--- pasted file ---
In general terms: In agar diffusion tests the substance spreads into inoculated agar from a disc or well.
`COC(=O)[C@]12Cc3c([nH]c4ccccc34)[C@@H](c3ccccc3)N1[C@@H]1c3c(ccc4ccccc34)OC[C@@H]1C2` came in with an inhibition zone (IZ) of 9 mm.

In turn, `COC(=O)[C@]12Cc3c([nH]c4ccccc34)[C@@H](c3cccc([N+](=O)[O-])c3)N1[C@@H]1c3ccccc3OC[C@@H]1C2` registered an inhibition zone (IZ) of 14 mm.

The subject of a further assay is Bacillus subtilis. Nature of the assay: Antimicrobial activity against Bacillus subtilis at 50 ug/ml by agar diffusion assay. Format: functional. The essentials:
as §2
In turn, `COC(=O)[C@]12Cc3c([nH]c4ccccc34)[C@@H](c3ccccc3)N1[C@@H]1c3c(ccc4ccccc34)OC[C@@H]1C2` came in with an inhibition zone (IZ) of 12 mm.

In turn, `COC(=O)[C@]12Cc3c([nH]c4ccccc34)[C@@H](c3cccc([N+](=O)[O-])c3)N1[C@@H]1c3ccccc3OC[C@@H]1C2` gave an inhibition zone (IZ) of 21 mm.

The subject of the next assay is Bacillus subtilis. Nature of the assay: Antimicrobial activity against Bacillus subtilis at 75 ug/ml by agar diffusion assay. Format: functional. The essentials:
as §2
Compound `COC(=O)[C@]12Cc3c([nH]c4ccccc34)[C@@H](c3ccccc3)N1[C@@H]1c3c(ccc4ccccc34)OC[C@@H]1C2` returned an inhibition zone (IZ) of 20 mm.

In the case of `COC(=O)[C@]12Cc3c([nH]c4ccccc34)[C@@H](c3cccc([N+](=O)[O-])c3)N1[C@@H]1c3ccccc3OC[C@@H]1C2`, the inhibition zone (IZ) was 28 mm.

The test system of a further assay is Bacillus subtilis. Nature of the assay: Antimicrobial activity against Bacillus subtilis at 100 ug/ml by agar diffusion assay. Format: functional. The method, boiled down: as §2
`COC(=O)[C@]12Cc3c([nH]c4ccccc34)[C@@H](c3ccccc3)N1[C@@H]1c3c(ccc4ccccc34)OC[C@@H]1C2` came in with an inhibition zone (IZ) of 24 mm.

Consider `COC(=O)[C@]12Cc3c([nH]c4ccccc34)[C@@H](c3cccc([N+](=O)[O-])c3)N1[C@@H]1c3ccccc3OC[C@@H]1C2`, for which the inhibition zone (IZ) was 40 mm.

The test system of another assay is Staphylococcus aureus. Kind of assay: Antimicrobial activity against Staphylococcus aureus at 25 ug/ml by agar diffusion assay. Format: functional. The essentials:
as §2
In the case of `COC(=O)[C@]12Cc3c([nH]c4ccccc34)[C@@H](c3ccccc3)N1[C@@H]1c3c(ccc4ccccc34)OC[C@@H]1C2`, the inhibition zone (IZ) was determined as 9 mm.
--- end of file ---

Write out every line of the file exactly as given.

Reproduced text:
In general terms: In agar diffusion tests the substance spreads into inoculated agar from a disc or well.
`COC(=O)[C@]12Cc3c([nH]c4ccccc34)[C@@H](c3ccccc3)N1[C@@H]1c3c(ccc4ccccc34)OC[C@@H]1C2` came in with an inhibition zone (IZ) of 9 mm.

In turn, `COC(=O)[C@]12Cc3c([nH]c4ccccc34)[C@@H](c3cccc([N+](=O)[O-])c3)N1[C@@H]1c3ccccc3OC[C@@H]1C2` registered an inhibition zone (IZ) of 14 mm.

The subject of a further assay is Bacillus subtilis. Nature of the assay: Antimicrobial activity against Bacillus subtilis at 50 ug/ml by agar diffusion assay. Format: functional. The essentials:
as §2
In turn, `COC(=O)[C@]12Cc3c([nH]c4ccccc34)[C@@H](c3ccccc3)N1[C@@H]1c3c(ccc4ccccc34)OC[C@@H]1C2` came in with an inhibition zone (IZ) of 12 mm.

In turn, `COC(=O)[C@]12Cc3c([nH]c4ccccc34)[C@@H](c3cccc([N+](=O)[O-])c3)N1[C@@H]1c3ccccc3OC[C@@H]1C2` gave an inhibition zone (IZ) of 21 mm.

The subject of the next assay is Bacillus subtilis. Nature of the assay: Antimicrobial activity against Bacillus subtilis at 75 ug/ml by agar diffusion assay. Format: functional. The essentials:
as §2
Compound `COC(=O)[C@]12Cc3c([nH]c4ccccc34)[C@@H](c3ccccc3)N1[C@@H]1c3c(ccc4ccccc34)OC[C@@H]1C2` returned an inhibition zone (IZ) of 20 mm.

In the case of `COC(=O)[C@]12Cc3c([nH]c4ccccc34)[C@@H](c3cccc([N+](=O)[O-])c3)N1[C@@H]1c3ccccc3OC[C@@H]1C2`, the inhibition zone (IZ) was 28 mm.

The test system of a further assay is Bacillus subtilis. Nature of the assay: Antimicrobial activity against Bacillus subtilis at 100 ug/ml by agar diffusion assay. Format: functional. The method, boiled down: as §2
`COC(=O)[C@]12Cc3c([nH]c4ccccc34)[C@@H](c3ccccc3)N1[C@@H]1c3c(ccc4ccccc34)OC[C@@H]1C2` came in with an inhibition zone (IZ) of 24 mm.

Consider `COC(=O)[C@]12Cc3c([nH]c4ccccc34)[C@@H](c3cccc([N+](=O)[O-])c3)N1[C@@H]1c3ccccc3OC[C@@H]1C2`, for which the inhibition zone (IZ) was 40 mm.

The test system of another assay is Staphylococcus aureus. Kind of assay: Antimicrobial activity against Staphylococcus aureus at 25 ug/ml by agar diffusion assay. Format: functional. The essentials:
as §2
In the case of `COC(=O)[C@]12Cc3c([nH]c4ccccc34)[C@@H](c3ccccc3)N1[C@@H]1c3c(ccc4ccccc34)OC[C@@H]1C2`, the inhibition zone (IZ) was determined as 9 mm.